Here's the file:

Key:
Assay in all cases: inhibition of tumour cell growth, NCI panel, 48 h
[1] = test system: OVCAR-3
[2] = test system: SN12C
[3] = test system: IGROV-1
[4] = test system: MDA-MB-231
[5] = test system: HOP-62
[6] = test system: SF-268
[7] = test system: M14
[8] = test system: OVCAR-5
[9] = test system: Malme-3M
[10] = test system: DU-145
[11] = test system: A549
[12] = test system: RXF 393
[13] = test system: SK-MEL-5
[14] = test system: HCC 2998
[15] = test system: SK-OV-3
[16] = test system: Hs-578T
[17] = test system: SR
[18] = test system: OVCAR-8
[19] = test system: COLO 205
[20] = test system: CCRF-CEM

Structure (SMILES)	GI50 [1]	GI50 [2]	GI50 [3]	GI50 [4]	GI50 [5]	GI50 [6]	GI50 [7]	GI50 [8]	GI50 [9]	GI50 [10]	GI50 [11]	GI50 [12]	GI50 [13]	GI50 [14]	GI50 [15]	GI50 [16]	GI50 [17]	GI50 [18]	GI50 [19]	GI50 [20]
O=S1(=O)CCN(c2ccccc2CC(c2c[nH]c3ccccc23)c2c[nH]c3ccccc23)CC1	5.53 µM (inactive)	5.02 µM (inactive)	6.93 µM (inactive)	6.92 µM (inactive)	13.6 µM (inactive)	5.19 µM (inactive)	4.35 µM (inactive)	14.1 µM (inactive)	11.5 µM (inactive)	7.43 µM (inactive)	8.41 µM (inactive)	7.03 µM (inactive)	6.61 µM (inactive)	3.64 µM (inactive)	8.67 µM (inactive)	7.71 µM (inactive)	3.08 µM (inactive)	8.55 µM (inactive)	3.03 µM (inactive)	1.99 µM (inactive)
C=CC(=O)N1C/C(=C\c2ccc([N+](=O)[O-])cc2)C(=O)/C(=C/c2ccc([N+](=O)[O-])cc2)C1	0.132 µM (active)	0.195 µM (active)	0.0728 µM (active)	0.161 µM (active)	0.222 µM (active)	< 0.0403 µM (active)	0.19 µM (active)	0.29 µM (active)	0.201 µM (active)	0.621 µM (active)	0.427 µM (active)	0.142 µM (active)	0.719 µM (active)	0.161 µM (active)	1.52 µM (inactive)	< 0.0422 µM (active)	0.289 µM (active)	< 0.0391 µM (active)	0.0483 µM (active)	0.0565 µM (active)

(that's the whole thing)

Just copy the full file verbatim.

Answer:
Key:
Assay in all cases: inhibition of tumour cell growth, NCI panel, 48 h
[1] = test system: OVCAR-3
[2] = test system: SN12C
[3] = test system: IGROV-1
[4] = test system: MDA-MB-231
[5] = test system: HOP-62
[6] = test system: SF-268
[7] = test system: M14
[8] = test system: OVCAR-5
[9] = test system: Malme-3M
[10] = test system: DU-145
[11] = test system: A549
[12] = test system: RXF 393
[13] = test system: SK-MEL-5
[14] = test system: HCC 2998
[15] = test system: SK-OV-3
[16] = test system: Hs-578T
[17] = test system: SR
[18] = test system: OVCAR-8
[19] = test system: COLO 205
[20] = test system: CCRF-CEM

Structure (SMILES)	GI50 [1]	GI50 [2]	GI50 [3]	GI50 [4]	GI50 [5]	GI50 [6]	GI50 [7]	GI50 [8]	GI50 [9]	GI50 [10]	GI50 [11]	GI50 [12]	GI50 [13]	GI50 [14]	GI50 [15]	GI50 [16]	GI50 [17]	GI50 [18]	GI50 [19]	GI50 [20]
O=S1(=O)CCN(c2ccccc2CC(c2c[nH]c3ccccc23)c2c[nH]c3ccccc23)CC1	5.53 µM (inactive)	5.02 µM (inactive)	6.93 µM (inactive)	6.92 µM (inactive)	13.6 µM (inactive)	5.19 µM (inactive)	4.35 µM (inactive)	14.1 µM (inactive)	11.5 µM (inactive)	7.43 µM (inactive)	8.41 µM (inactive)	7.03 µM (inactive)	6.61 µM (inactive)	3.64 µM (inactive)	8.67 µM (inactive)	7.71 µM (inactive)	3.08 µM (inactive)	8.55 µM (inactive)	3.03 µM (inactive)	1.99 µM (inactive)
C=CC(=O)N1C/C(=C\c2ccc([N+](=O)[O-])cc2)C(=O)/C(=C/c2ccc([N+](=O)[O-])cc2)C1	0.132 µM (active)	0.195 µM (active)	0.0728 µM (active)	0.161 µM (active)	0.222 µM (active)	< 0.0403 µM (active)	0.19 µM (active)	0.29 µM (active)	0.201 µM (active)	0.621 µM (active)	0.427 µM (active)	0.142 µM (active)	0.719 µM (active)	0.161 µM (active)	1.52 µM (inactive)	< 0.0422 µM (active)	0.289 µM (active)	< 0.0391 µM (active)	0.0483 µM (active)	0.0565 µM (active)